10. I’m crippled and at your mercy! Wait, no… it’s just a flesh wound.
RICK’S ISSUE: Batman is stabbed by Talia al Ghul and sells it for a few minutes, but then is up and walking around and fighting again and flying a plane like nothing happened.
I AGREE. Lazy writing. You can’t establish that a character is physically weak and near death and then conveniently forget about it.
11. It was a six-mile radius. Six. Miles.
RICK’S ISSUE: Batman escapes the bomb even though it’s a radius of six miles.
I AGREE. In fact, I was with a large group and it was the first thing out of everyone’s mouths. Then again, maybe he was able to stop time entirely and give himself enough room and space to escape the blast radius. After all, Gotham is a magical place where time is malleable (see #6).
12. “Frobbledee gramderbin wampavern Gotham! Fropp gramderbin ashes!”
RICK’S ISSUE: …what the fuck did Bane just say?
I AGREE. I was glad they did the additional ADR work to make Bane more unintelligible. It helped. There were still scenes, though, where I didn’t know what the Hell that boy was on about.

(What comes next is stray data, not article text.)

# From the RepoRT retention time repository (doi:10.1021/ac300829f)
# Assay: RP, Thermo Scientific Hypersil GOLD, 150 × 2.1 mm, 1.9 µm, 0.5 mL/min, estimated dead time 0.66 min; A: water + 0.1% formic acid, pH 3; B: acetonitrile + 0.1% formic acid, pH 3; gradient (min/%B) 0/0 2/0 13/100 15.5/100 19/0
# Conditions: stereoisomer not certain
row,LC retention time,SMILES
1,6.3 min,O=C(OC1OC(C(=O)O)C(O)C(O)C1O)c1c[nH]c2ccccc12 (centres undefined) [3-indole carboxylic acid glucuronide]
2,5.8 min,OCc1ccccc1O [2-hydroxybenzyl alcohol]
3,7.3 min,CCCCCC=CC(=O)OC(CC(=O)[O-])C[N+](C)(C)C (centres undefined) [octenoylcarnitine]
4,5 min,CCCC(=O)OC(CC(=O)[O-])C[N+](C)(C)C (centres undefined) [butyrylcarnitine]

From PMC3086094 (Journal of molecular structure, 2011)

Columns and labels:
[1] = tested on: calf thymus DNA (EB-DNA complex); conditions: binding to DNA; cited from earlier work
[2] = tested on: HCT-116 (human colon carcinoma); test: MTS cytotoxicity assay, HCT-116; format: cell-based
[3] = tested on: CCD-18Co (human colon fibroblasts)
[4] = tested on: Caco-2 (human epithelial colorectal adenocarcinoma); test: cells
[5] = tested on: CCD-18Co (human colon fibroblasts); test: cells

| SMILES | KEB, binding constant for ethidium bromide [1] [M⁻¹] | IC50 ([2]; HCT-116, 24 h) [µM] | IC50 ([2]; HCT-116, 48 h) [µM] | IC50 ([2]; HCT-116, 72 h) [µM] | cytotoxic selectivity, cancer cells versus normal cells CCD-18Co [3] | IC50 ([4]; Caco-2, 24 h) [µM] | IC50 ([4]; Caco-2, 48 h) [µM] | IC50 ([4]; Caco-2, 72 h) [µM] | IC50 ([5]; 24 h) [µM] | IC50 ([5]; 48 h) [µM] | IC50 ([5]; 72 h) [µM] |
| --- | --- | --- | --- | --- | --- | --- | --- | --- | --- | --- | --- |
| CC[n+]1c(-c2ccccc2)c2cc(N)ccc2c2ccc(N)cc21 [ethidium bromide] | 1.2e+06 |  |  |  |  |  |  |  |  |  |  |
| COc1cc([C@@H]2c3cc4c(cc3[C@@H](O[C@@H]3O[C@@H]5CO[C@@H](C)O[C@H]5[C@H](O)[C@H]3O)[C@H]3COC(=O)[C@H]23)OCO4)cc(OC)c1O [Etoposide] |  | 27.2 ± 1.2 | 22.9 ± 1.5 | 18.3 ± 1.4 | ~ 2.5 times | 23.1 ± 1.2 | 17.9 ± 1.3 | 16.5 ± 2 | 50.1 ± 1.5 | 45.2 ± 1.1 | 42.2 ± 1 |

13. It’s like an ’80s action movie, except more ridiculous.
RICK’S ISSUE: The story of the hero returning, failing spectacularly, returning to his roots, and then coming back to achieve victory is the same basic narrative of most 80s action film sequels (Karate Kid II, etc.)
I (somewhat) AGREE. It’s hard to argue this, but it also fit the story Nolan was trying to tell.
14. We have how much time left? Oh, crap! Time for some tie-ins!
RICK’S ISSUE: John Blake (maybe) becoming Robin was shoe-horned in.
I AGREE. Particularly distressing was the “oh yeah haha your real name is Robin LIKE THE CHARACTER ROBIN” bit was lame.
15. So the big twist is that Bane’s just a henchman… again.
RICK’S ISSUE: The film spends two and a half hours trying to convince you that Bane is the brilliant and most toughest man on the planet, only to reveal in the last fifteen minutes that he was just Talia al Ghul’s goon all along.
I DISAGREE. I thought Talia made it pretty clear that Bane was a partner, if not the more important part of the pairing.